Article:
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Athletes: admissions questions

CenterCenter Registered User Posts: 1,456 Senior Member
edited January 2016 in Prep School Admissions
We have a friend whose son is being recruited for a sport by several prep schools. Two of the schools are considered in the very top tier. The boy apparently has straight As but low 70 s on the SSAT. Do high level athletes at the better schools all have 90 level SSAT scores and mostly As? We have heard a few stories about kids with less than stellar grades/scores at the very best schools. Just curious about myth and verses reality.

Replies to: Athletes: admissions questions

  • panpacificpanpacific Registered User Posts: 1,300 Senior Member
    edited January 2016
    Many kids at top schools have test scores lower than 90%. Remember it's a holistic process. Similar to college admissions (if you have gone through it), there are many other factors that can make up lower test scores, including and not limited to recruitable athletic talents, URM, URS, development cases, and even top grades on a rigorous curriculum from a reputable school. The schools are trying to build a diversified student body. As long as they believe the student can handle the academics in their school, they "find good reasons" to accept them. Of course, the imbalance between demand and supply means low admit rates for top schools, but in a sense, one mainly competes with those with similar profiles. Certain subcategories of the applicant pool (e.g. recruited athlete pool, qualified URM pool) may well be the other way around in terms of supply and demand.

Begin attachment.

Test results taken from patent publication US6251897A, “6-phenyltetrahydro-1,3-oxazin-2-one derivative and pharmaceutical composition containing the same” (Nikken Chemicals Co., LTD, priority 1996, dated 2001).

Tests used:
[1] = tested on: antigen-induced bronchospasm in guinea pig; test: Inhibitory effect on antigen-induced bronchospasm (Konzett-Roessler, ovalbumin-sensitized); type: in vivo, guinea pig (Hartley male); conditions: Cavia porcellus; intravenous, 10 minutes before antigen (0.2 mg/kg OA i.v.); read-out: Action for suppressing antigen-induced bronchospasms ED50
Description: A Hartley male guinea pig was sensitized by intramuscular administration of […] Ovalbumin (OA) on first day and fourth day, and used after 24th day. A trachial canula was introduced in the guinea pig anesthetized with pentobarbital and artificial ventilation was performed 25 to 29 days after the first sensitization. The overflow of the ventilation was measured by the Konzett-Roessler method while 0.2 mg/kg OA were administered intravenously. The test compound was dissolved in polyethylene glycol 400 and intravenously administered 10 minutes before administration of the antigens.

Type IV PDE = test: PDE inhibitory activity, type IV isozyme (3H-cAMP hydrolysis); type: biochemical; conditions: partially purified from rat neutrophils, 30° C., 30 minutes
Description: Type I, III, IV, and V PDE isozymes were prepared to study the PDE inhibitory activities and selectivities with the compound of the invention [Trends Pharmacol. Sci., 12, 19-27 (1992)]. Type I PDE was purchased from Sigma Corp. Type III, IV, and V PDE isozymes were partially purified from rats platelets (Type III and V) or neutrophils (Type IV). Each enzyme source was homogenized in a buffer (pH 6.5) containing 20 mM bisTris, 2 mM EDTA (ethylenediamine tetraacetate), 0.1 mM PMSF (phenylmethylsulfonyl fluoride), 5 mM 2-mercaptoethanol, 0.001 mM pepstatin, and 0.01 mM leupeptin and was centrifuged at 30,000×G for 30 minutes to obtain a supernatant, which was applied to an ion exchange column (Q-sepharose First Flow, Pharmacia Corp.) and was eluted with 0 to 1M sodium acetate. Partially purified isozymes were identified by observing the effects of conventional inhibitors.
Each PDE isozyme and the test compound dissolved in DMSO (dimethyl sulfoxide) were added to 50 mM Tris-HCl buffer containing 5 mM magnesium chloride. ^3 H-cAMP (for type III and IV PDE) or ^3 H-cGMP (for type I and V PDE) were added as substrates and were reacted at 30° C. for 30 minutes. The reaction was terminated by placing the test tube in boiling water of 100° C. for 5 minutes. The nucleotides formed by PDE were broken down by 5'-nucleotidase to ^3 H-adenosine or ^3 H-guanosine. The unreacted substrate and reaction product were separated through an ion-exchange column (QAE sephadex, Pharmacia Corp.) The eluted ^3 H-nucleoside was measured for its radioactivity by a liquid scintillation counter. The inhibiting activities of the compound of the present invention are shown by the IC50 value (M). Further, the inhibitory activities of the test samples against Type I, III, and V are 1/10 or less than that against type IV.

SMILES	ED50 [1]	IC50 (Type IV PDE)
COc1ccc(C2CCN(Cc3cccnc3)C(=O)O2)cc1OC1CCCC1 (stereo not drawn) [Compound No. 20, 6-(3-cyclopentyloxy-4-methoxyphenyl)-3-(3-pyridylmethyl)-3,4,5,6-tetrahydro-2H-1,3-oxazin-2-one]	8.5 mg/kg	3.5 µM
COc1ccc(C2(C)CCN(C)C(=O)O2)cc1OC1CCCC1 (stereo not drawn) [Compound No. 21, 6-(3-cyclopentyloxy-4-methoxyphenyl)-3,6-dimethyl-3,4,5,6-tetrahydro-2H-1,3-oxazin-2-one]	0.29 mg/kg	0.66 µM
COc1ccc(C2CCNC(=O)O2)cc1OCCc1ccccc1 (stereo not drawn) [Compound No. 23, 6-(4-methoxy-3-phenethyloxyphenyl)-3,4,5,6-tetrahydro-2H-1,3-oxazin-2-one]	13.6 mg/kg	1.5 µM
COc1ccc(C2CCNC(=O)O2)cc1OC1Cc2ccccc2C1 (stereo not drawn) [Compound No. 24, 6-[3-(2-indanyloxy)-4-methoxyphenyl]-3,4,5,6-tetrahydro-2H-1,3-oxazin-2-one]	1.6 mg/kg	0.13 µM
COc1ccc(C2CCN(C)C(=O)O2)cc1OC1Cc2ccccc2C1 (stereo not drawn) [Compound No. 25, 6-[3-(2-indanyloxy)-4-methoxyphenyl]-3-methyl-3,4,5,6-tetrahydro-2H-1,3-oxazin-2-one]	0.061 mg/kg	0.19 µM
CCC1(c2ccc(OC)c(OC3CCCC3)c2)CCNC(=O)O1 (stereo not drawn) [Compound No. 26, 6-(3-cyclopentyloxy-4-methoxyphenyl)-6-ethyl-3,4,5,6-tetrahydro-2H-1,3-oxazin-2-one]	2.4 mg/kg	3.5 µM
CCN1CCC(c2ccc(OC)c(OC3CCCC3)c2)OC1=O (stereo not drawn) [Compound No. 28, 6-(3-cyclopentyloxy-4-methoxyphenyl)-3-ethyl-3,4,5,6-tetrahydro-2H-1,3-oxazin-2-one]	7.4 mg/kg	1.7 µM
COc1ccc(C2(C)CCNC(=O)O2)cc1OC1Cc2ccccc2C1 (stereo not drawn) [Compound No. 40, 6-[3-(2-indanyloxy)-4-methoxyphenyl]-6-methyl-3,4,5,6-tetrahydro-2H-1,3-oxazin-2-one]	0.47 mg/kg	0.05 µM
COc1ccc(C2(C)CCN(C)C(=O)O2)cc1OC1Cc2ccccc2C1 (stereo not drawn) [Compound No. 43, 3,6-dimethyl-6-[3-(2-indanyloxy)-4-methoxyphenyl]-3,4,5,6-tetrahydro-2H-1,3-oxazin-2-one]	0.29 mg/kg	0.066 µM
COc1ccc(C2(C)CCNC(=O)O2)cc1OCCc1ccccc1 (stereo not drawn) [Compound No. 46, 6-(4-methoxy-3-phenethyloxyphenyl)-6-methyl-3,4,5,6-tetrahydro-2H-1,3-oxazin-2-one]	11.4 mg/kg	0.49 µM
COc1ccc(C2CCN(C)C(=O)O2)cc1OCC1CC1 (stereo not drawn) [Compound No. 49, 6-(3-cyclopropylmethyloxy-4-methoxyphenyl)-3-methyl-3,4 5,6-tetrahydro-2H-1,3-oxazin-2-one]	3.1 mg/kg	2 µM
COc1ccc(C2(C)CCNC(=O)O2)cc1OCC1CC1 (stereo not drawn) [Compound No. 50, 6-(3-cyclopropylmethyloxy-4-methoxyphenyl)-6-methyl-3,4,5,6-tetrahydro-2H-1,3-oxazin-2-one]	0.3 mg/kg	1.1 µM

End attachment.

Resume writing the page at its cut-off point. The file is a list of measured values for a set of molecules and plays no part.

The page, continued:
• CenterCenter Registered User Posts: 1,456 Senior Member
    Thanks. Actually I was rally wondering about grades.
  • panpacificpanpacific Registered User Posts: 1,300 Senior Member
    Same thing as test scores. Every piece of puzzle are movable within range for good reasons hence the name "holistic".
  • CenterCenter Registered User Posts: 1,456 Senior Member
    Thanks. Very interesting.
  • SculptorDadSculptorDad Registered User Posts: 1,806 Senior Member